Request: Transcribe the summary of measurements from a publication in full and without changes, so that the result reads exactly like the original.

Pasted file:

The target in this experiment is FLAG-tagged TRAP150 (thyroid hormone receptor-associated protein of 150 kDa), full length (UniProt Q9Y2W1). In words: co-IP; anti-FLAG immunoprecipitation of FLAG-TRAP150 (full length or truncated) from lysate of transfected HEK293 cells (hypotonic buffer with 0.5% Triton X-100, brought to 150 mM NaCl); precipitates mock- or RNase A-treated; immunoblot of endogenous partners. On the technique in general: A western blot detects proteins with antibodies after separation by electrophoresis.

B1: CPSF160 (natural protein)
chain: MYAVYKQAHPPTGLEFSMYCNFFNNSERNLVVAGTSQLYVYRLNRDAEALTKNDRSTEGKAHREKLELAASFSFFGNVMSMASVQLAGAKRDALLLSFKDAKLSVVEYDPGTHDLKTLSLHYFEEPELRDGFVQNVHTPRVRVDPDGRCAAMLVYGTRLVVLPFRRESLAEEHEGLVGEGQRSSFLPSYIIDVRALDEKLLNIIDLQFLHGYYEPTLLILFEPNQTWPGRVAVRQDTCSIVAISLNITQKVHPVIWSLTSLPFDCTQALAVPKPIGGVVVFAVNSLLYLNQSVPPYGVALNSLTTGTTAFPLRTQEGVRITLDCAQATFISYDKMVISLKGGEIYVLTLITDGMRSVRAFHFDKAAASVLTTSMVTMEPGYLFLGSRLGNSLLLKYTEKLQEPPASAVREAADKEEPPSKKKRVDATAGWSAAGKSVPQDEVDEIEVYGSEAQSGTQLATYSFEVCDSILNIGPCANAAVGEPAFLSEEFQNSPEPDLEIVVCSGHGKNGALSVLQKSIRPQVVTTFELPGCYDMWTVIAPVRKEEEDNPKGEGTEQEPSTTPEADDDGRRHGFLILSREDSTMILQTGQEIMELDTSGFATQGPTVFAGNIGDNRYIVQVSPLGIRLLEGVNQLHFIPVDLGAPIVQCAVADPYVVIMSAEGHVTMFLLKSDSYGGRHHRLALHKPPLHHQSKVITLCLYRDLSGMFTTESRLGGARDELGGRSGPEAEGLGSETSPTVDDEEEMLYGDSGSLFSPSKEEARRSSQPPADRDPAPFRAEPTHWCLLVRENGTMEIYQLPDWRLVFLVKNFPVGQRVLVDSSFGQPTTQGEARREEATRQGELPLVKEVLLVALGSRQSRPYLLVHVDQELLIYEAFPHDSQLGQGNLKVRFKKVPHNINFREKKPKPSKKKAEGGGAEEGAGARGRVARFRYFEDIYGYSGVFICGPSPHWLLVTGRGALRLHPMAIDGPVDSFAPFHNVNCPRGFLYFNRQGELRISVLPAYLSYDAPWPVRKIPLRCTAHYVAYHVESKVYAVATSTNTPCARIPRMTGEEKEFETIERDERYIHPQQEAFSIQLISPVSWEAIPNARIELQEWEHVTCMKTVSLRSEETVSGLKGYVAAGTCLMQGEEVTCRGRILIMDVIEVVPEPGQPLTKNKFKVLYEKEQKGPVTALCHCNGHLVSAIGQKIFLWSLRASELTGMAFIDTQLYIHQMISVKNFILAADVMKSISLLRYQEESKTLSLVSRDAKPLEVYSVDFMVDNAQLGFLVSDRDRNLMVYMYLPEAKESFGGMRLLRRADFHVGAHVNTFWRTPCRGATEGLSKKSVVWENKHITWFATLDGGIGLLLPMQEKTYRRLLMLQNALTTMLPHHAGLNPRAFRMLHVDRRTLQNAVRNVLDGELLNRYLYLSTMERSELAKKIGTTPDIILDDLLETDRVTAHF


The target in this experiment is FLAG-tagged TRAP150 (thyroid hormone receptor-associated protein of 150 kDa), full length (UniProt Q9Y2W1). In words: co-IP; anti-FLAG immunoprecipitation of FLAG-TRAP150 (full length or truncated) from lysate of transfected HEK293 cells (hypotonic buffer with 0.5% Triton X-100, brought to 150 mM NaCl); precipitates mock- or RNase A-treated; immunoblot of endogenous partners. On the technique in general: A western blot detects proteins with antibodies after separation by electrophoresis.

B1: CPSF160 (natural protein)
chain: MYAVYKQAHPPTGLEFSMYCNFFNNSERNLVVAGTSQLYVYRLNRDAEALTKNDRSTEGKAHREKLELAASFSFFGNVMSMASVQLAGAKRDALLLSFKDAKLSVVEYDPGTHDLKTLSLHYFEEPELRDGFVQNVHTPRVRVDPDGRCAAMLVYGTRLVVLPFRRESLAEEHEGLVGEGQRSSFLPSYIIDVRALDEKLLNIIDLQFLHGYYEPTLLILFEPNQTWPGRVAVRQDTCSIVAISLNITQKVHPVIWSLTSLPFDCTQALAVPKPIGGVVVFAVNSLLYLNQSVPPYGVALNSLTTGTTAFPLRTQEGVRITLDCAQATFISYDKMVISLKGGEIYVLTLITDGMRSVRAFHFDKAAASVLTTSMVTMEPGYLFLGSRLGNSLLLKYTEKLQEPPASAVREAADKEEPPSKKKRVDATAGWSAAGKSVPQDEVDEIEVYGSEAQSGTQLATYSFEVCDSILNIGPCANAAVGEPAFLSEEFQNSPEPDLEIVVCSGHGKNGALSVLQKSIRPQVVTTFELPGCYDMWTVIAPVRKEEEDNPKGEGTEQEPSTTPEADDDGRRHGFLILSREDSTMILQTGQEIMELDTSGFATQGPTVFAGNIGDNRYIVQVSPLGIRLLEGVNQLHFIPVDLGAPIVQCAVADPYVVIMSAEGHVTMFLLKSDSYGGRHHRLALHKPPLHHQSKVITLCLYRDLSGMFTTESRLGGARDELGGRSGPEAEGLGSETSPTVDDEEEMLYGDSGSLFSPSKEEARRSSQPPADRDPAPFRAEPTHWCLLVRENGTMEIYQLPDWRLVFLVKNFPVGQRVLVDSSFGQPTTQGEARREEATRQGELPLVKEVLLVALGSRQSRPYLLVHVDQELLIYEAFPHDSQLGQGNLKVRFKKVPHNINFREKKPKPSKKKAEGGGAEEGAGARGRVARFRYFEDIYGYSGVFICGPSPHWLLVTGRGALRLHPMAIDGPVDSFAPFHNVNCPRGFLYFNRQGELRISVLPAYLSYDAPWPVRKIPLRCTAHYVAYHVESKVYAVATSTNTPCARIPRMTGEEKEFETIERDERYIHPQQEAFSIQLISPVSWEAIPNARIELQEWEHVTCMKTVSLRSEETVSGLKGYVAAGTCLMQGEEVTCRGRILIMDVIEVVPEPGQPLTKNKFKVLYEKEQKGPVTALCHCNGHLVSAIGQKIFLWSLRASELTGMAFIDTQLYIHQMISVKNFILAADVMKSISLLRYQEESKTLSLVSRDAKPLEVYSVDFMVDNAQLGFLVSDRDRNLMVYMYLPEAKESFGGMRLLRRADFHVGAHVNTFWRTPCRGATEGLSKKSVVWENKHITWFATLDGGIGLLLPMQEKTYRRLLMLQNALTTMLPHHAGLNPRAFRMLHVDRRTLQNAVRNVLDGELLNRYLYLSTMERSELAKKIGTTPDIILDDLLETDRVTAHF